Part of the context for this fresh impetus for the debate was that the Valleys are changing. The physical scars on the landscape left by primary industries are healing – black landscape reclamation is turning into green tourism. And although the social and economic scars are not so easy to heal there is change there too – with population on the increase after years of decline, and steady diversification of the Valleys’ economies. Meanwhile Cardiff now has the look and feel of a capital of a small country. Its growing big city economy is also the bedrock of the wider Welsh economy and more people are commuting into the city as a result.

The Valleys are linked to Cardiff by a rail network that makes the best of its basic stations and bottom of the heap rolling stock, but forthcoming proposed electrification of the South Wales main line, and the Valley lines, offers the opportunity to do something special with the network. Especially if this is linked to the creation of a transport authority for the area that could make sure that faster electric services are linked in to a fully integrated bus network. By the nature of their geography the Valleys are ideal for a hub and spoke system with rail providing the rapid links to Cardiff, and bus services radiating from key stations – all bound together by smart and integrated ticketing. Just treating the electrification of the Valleys as a rail engineering project with knock on benefits for rail passengers would be a major missed opportunity.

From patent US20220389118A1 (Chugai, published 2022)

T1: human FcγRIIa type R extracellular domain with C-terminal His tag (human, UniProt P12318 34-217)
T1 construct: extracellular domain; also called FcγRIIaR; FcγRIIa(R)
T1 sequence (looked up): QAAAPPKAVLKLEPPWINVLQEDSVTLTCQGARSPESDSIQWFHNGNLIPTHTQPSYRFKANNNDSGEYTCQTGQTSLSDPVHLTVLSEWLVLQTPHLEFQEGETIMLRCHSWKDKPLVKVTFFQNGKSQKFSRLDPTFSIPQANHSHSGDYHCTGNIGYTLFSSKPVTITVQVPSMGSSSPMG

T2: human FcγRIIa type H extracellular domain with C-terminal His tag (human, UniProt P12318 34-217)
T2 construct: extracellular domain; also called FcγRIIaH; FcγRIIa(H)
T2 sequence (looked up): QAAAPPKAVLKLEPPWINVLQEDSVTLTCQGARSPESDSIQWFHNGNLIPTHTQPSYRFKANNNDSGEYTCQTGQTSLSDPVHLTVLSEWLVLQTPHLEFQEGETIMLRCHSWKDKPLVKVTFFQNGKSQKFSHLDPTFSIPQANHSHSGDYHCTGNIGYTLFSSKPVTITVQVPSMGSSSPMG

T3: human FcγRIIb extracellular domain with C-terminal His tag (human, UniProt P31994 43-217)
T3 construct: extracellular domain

As ever though governance change is hard. Politicians and officers fear that they will lose out from the creation of a new body – either in terms of influence or responsibilities. Plus there’s an added difficulty with the Bridgend, Cardiff, Newport and the Valleys area. Nobody knows what to call it! It’s not exactly a city region. Extending the Cardiff brand to cover it would also be neither diplomatic or quite accurate. Everyone knows what this area it is – but there isn’t a word for it! What it could be though is a great place to live and work as the century progresses. The green valleys, Cardiff’s buzz – a big sub-region in a small country doing great things. Sometimes transport’s role can be overstated in transforming regions – but not here. Core urban bus services, fast electric services to the Valleys’ hub stations for bus feeder networks. One brand, one smart ticket, one network. Binding local economies more closely together into a region that could hold its own. It’s there for the taking if the politicians are ready to take a leap forward on getting the powers they need from Whitehall and in taking some big, resolute decisions on bus regulation and transport governance.

The papers from the excellent Institute of Welsh Affairs (IWA) conference on ‘Making a Welsh Metro happen’ can be found here.  The North of England could really do with something similar to the IWA. The IWA gets the right blend of academia, politics and interest groups together into events and publications that stimulate a grown up, informed debate about where Wales goes next.

The report from the Welsh Assembly Enterprise and Business Committee on integrated public transport in Wales makes some sound recommendations on ways forward and can be downloaded here.

Jonathan Bray